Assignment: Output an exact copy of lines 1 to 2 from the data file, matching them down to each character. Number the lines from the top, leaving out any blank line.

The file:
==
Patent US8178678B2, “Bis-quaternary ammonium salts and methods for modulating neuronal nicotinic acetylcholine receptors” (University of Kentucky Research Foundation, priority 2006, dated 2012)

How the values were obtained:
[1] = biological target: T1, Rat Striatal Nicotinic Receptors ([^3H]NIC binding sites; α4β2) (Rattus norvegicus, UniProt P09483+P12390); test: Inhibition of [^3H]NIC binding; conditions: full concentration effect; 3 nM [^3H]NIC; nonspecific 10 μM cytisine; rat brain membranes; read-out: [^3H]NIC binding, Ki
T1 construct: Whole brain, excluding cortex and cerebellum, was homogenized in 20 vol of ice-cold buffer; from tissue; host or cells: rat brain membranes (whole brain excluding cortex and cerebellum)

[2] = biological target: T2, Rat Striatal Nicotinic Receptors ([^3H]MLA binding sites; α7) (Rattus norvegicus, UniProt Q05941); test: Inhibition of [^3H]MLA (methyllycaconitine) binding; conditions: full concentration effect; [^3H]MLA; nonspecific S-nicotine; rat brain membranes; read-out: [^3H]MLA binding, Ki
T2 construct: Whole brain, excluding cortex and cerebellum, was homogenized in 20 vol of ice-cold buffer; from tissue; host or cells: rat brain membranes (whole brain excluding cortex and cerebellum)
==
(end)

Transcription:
Patent US8178678B2, “Bis-quaternary ammonium salts and methods for modulating neuronal nicotinic acetylcholine receptors” (University of Kentucky Research Foundation, priority 2006, dated 2012)

How the values were obtained: